However, if you are like a lot of people and don’t have the money you can try to negotiate with debt collectors. When collection agencies get old debts they buy it for pennies on the dollar. In other words, if you owed $1000 they probably bought that debt for $100 or $200. Everything above that is profit. But they are going to try to get you to pay the full amount. Again, if you have the money you should pay it. But if you don’t then here is what some people recommend (including Dave Ramsey). When the collection agencies contact you or you contact them and confirm the amount owed it is time to negotiate with them. So the collection agency may demand it’s $1000. However, you might have only $500. Offer them the $500 to resolve the old debt.

Now it is probably going to take you a lot of phone calls and hassles to resolve this. They are going to tell you they will sue you. You are a bad person, etc. And they could sue you. I mean it is their right to do so. However, unless you owe a few thousand dollars they are most likely not going to sue you. It would cost them to much time and money. So if they eventually play ball and negotiate offer them a fair settlement. Don’t try to lowball them and so forth. I mean you did have an obligation to pay this money. Thus, I think you need to be as forthright as possible. So if they will take $500 or $400 or whatever you negotiate with a debt you need to first GET IT IN WRITING.

The collection agency or bank or whatever needs to send you a letter or e-mail or something in writing that they are accepting this amount of money in FULL payment of the debt. Not partial payment, not payment for later, not a payment plan, but FULL payment. This NEEDS TO BE IN WRITING BEFORE you give them any money.

If they won’t give it to you in writing well then tell them you don’t have a deal. If you don’t get it in writing and give them access to your bank account they will clean you out. DON’T DO IT WITHOUT IT BEING IN WRITING.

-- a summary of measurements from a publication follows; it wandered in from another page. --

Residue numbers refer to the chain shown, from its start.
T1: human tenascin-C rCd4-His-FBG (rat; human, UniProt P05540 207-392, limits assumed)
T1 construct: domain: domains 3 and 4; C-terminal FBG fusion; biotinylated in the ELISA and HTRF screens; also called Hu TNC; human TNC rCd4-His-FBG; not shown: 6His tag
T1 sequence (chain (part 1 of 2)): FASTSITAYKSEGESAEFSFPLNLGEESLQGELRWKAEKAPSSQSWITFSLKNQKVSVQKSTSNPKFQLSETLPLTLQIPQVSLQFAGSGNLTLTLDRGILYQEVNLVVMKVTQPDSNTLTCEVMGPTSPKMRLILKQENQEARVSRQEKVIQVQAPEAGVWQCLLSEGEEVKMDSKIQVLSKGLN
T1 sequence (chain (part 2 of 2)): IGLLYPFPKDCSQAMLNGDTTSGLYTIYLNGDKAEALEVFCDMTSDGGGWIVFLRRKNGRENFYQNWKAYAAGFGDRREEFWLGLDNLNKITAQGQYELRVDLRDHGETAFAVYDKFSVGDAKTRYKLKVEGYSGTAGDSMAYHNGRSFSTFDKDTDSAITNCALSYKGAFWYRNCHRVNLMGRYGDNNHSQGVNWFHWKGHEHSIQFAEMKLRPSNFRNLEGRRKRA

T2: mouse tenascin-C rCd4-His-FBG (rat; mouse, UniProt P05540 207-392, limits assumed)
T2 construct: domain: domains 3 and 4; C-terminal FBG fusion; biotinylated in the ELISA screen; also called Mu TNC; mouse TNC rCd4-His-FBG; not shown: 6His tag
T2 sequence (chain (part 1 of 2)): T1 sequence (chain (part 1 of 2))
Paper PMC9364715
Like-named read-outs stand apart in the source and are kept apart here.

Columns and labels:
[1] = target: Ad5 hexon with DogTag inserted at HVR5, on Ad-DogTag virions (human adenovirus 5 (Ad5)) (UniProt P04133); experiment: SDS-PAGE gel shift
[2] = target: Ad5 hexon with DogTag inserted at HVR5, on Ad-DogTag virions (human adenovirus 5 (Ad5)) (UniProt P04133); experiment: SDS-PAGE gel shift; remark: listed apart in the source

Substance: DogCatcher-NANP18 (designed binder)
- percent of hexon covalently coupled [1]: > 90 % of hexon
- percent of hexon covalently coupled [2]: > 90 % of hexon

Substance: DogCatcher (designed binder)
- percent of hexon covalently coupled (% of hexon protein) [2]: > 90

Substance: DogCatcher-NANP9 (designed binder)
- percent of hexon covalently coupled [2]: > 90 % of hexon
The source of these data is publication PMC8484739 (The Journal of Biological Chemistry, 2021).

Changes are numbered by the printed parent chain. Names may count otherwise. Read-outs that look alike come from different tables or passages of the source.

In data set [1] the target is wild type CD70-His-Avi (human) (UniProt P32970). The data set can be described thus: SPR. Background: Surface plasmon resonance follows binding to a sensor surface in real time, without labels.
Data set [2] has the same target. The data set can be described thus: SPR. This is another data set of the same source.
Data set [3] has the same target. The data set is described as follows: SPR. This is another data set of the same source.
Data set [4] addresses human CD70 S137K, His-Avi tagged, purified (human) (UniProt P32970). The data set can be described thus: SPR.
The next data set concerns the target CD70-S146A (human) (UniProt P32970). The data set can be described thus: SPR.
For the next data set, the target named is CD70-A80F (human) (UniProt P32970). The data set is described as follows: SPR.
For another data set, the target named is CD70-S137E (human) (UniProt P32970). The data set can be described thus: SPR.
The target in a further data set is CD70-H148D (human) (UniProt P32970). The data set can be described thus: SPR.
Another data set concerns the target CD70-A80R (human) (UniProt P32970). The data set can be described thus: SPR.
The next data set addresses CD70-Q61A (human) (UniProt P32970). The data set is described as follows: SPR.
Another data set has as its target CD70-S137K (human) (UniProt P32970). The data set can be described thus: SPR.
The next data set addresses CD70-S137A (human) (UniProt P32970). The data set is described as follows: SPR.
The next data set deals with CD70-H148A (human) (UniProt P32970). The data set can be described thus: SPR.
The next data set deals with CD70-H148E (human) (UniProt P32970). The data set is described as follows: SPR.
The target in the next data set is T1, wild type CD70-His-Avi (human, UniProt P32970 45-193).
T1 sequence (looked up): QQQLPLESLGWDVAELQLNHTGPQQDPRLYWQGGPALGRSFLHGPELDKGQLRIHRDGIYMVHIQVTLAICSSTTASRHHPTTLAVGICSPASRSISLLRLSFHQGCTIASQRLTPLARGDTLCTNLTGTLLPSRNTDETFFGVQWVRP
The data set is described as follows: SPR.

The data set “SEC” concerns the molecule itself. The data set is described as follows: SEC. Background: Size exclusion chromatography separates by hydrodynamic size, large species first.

DO NOT GIVE THEM ELECTRONIC ACCESS TO YOUR CHECKING ACCOUNT. They will clean you out. Send them a check, a money order, a pay with a pre-paid debit card. To paraphrase Dave Ramsey, you can tell a debt collector is lying when their mouth is moving. Don’t give them access to your bank accounts. Before you do anything get it in writing first.

Next, you need to send them a check or a money order with the amount negotiated. Or you can give them access to like a prepaid debit card with a specific amount of money on it. Whatever you decide to do take the cancelled check, money order receipt, or statement for the prepaid debit card and staple it to the written notice. File that thing away and keep it FOREVER!

Again, you might have to go through an extreme amount of hassle to resolve this. But if you are resolute and the like most of the time you can negotiate some kind of settlement. Remember, get it in WRITING first. No verbal agreements. No electronic access to your checking and/or savings accounts.

These debts don’t necessarily disappear from your credit report. However, after they are resolved you can contact the collection agency and/or the credit bureau to see how you can get them off your report. You typically have to provide evidence that the debt was paid (hence the reason for getting it in writing) and they might remove it from your credit report, which can heal your credit.

What About Debt Repayment Agencies?

So some of you might be asking what about those debt repayment agencies you see on TV. Personally, I think they are a bunch of bunga. Most of the time these agencies don’t deal with old debts (e.g. the ones from collection agencies…although some do). A lot of time they will negotiate for you if you are behind on your bills. And get you back to even.